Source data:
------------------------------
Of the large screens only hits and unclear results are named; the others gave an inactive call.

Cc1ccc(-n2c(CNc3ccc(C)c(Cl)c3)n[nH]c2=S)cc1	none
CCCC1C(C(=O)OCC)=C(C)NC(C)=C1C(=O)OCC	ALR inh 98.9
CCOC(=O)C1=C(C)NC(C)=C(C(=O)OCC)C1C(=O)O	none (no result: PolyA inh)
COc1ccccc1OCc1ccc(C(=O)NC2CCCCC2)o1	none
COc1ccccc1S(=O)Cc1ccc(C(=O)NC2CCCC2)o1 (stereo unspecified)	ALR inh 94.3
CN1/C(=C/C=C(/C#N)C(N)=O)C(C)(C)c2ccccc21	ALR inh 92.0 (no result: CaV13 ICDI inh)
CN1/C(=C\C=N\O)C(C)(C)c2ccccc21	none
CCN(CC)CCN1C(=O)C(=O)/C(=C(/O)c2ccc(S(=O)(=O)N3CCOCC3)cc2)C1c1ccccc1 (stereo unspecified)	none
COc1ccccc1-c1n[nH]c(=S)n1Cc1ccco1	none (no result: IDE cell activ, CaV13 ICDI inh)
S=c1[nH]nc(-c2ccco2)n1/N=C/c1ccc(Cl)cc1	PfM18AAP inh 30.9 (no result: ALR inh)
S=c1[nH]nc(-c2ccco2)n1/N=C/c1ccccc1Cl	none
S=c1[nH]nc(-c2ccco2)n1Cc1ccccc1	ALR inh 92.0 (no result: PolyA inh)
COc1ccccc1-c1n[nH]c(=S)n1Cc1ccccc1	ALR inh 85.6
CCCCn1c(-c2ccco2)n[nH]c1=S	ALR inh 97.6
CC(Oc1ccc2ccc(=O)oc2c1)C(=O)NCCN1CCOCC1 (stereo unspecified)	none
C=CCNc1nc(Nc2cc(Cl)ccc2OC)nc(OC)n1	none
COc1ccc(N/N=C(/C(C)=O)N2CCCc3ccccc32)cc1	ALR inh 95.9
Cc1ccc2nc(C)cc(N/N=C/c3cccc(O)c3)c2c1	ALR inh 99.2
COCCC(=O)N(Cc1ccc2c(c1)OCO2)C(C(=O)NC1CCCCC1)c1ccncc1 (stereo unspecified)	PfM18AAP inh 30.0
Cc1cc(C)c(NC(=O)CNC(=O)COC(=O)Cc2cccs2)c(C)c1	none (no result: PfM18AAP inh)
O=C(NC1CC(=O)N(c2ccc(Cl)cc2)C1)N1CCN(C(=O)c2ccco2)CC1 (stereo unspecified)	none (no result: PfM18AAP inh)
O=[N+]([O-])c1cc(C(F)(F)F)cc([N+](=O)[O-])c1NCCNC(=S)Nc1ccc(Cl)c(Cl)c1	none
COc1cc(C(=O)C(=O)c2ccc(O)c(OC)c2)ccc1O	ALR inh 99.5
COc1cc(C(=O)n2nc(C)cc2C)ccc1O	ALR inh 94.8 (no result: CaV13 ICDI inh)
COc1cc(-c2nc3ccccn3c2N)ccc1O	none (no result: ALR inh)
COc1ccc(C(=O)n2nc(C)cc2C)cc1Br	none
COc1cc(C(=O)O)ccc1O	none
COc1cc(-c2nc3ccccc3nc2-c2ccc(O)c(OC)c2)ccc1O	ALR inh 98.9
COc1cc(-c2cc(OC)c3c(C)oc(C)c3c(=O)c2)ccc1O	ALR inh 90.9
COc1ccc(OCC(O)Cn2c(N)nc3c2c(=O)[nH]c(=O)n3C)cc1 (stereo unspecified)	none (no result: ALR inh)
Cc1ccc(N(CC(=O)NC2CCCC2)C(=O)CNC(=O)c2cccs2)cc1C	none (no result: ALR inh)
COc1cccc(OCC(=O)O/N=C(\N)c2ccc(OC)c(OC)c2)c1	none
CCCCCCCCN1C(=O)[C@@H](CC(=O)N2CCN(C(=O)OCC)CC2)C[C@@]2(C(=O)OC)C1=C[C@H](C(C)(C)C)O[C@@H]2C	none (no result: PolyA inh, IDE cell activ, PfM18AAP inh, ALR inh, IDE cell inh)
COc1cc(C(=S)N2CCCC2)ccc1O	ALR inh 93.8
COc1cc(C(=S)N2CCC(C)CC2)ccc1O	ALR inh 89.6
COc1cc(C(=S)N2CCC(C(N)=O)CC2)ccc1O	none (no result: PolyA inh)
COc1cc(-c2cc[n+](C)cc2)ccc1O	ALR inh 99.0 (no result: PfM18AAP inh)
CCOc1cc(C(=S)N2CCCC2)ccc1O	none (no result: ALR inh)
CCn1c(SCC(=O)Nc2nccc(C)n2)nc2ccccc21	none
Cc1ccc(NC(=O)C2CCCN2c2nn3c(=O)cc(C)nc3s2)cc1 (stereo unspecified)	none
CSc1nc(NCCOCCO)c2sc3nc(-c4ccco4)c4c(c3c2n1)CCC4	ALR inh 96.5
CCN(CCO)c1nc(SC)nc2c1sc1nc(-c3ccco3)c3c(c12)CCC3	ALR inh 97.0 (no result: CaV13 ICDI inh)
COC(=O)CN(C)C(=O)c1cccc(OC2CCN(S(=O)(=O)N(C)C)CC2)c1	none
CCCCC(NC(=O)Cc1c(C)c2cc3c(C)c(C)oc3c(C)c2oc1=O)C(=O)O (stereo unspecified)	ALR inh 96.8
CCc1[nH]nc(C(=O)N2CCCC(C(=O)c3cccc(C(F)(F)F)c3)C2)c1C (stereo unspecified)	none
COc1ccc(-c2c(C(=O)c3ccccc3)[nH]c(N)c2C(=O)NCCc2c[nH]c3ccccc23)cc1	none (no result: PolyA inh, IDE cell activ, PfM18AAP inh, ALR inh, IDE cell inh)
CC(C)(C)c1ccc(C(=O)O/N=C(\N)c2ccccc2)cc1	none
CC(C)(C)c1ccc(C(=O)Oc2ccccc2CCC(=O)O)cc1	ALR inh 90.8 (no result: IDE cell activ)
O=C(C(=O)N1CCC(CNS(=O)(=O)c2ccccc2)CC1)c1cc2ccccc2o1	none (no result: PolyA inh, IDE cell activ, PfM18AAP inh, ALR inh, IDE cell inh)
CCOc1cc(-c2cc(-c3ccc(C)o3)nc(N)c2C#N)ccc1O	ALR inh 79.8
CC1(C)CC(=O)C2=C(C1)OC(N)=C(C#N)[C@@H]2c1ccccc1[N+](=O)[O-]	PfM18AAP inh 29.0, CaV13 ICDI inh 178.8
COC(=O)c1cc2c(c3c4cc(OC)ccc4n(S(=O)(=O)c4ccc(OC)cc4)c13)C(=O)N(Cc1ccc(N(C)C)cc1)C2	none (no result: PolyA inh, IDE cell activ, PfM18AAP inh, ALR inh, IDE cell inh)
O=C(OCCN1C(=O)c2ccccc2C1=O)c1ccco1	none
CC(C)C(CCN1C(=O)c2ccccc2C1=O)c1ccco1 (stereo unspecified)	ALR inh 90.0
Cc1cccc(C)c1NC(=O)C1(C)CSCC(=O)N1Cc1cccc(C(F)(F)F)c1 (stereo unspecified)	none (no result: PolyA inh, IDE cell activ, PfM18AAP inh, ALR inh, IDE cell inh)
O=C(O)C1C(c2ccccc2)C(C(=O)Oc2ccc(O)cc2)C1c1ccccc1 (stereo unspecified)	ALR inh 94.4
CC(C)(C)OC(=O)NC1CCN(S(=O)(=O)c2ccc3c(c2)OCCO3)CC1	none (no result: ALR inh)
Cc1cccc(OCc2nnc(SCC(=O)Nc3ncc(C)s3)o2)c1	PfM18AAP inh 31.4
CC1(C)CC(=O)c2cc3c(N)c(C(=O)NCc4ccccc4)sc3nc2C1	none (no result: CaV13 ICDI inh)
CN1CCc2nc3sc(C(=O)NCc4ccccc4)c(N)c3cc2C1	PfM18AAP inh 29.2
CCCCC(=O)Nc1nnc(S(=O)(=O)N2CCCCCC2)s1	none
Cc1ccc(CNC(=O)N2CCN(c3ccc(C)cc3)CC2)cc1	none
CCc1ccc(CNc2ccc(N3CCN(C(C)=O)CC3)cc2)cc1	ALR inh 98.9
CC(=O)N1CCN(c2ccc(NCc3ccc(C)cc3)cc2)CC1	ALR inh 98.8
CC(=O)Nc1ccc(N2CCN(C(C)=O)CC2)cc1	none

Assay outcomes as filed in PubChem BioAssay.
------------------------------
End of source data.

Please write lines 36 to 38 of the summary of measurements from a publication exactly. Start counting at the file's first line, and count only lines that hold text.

COc1cc(C(=S)N2CCC(C)CC2)ccc1O	ALR inh 89.6
COc1cc(C(=S)N2CCC(C(N)=O)CC2)ccc1O	none (no result: PolyA inh)
COc1cc(-c2cc[n+](C)cc2)ccc1O	ALR inh 99.0 (no result: PfM18AAP inh)